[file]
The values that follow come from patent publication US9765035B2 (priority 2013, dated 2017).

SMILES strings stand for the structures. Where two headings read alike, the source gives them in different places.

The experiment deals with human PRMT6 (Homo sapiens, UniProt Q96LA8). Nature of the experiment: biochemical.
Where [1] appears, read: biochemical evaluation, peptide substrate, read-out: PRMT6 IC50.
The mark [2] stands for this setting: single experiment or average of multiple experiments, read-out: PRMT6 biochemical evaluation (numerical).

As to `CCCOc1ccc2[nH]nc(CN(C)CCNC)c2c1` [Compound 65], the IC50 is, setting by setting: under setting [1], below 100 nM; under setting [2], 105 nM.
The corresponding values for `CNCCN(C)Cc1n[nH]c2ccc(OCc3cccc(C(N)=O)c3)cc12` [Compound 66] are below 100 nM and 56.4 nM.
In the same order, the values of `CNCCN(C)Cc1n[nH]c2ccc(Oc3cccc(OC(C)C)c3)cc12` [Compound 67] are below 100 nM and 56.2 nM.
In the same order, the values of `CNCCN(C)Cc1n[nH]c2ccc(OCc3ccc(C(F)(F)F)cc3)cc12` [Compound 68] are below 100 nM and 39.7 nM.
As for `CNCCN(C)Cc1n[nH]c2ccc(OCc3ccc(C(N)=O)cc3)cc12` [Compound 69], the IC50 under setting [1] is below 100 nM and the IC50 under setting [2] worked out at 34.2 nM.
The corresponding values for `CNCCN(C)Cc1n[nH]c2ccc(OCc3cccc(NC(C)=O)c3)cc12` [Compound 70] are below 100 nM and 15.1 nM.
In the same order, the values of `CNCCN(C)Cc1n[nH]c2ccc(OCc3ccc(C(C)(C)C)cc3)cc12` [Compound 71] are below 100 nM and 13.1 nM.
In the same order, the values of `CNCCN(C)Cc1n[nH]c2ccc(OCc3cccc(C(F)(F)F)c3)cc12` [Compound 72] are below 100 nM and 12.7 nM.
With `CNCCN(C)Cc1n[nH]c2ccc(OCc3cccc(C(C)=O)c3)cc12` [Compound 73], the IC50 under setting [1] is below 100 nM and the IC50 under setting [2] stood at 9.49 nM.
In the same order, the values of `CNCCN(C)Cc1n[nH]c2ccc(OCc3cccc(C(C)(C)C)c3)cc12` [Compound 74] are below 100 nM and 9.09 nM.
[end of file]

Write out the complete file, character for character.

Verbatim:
The values that follow come from patent publication US9765035B2 (priority 2013, dated 2017).

SMILES strings stand for the structures. Where two headings read alike, the source gives them in different places.

The experiment deals with human PRMT6 (Homo sapiens, UniProt Q96LA8). Nature of the experiment: biochemical.
Where [1] appears, read: biochemical evaluation, peptide substrate, read-out: PRMT6 IC50.
The mark [2] stands for this setting: single experiment or average of multiple experiments, read-out: PRMT6 biochemical evaluation (numerical).

As to `CCCOc1ccc2[nH]nc(CN(C)CCNC)c2c1` [Compound 65], the IC50 is, setting by setting: under setting [1], below 100 nM; under setting [2], 105 nM.
The corresponding values for `CNCCN(C)Cc1n[nH]c2ccc(OCc3cccc(C(N)=O)c3)cc12` [Compound 66] are below 100 nM and 56.4 nM.
In the same order, the values of `CNCCN(C)Cc1n[nH]c2ccc(Oc3cccc(OC(C)C)c3)cc12` [Compound 67] are below 100 nM and 56.2 nM.
In the same order, the values of `CNCCN(C)Cc1n[nH]c2ccc(OCc3ccc(C(F)(F)F)cc3)cc12` [Compound 68] are below 100 nM and 39.7 nM.
As for `CNCCN(C)Cc1n[nH]c2ccc(OCc3ccc(C(N)=O)cc3)cc12` [Compound 69], the IC50 under setting [1] is below 100 nM and the IC50 under setting [2] worked out at 34.2 nM.
The corresponding values for `CNCCN(C)Cc1n[nH]c2ccc(OCc3cccc(NC(C)=O)c3)cc12` [Compound 70] are below 100 nM and 15.1 nM.
In the same order, the values of `CNCCN(C)Cc1n[nH]c2ccc(OCc3ccc(C(C)(C)C)cc3)cc12` [Compound 71] are below 100 nM and 13.1 nM.
In the same order, the values of `CNCCN(C)Cc1n[nH]c2ccc(OCc3cccc(C(F)(F)F)c3)cc12` [Compound 72] are below 100 nM and 12.7 nM.
With `CNCCN(C)Cc1n[nH]c2ccc(OCc3cccc(C(C)=O)c3)cc12` [Compound 73], the IC50 under setting [1] is below 100 nM and the IC50 under setting [2] stood at 9.49 nM.
In the same order, the values of `CNCCN(C)Cc1n[nH]c2ccc(OCc3cccc(C(C)(C)C)c3)cc12` [Compound 74] are below 100 nM and 9.09 nM.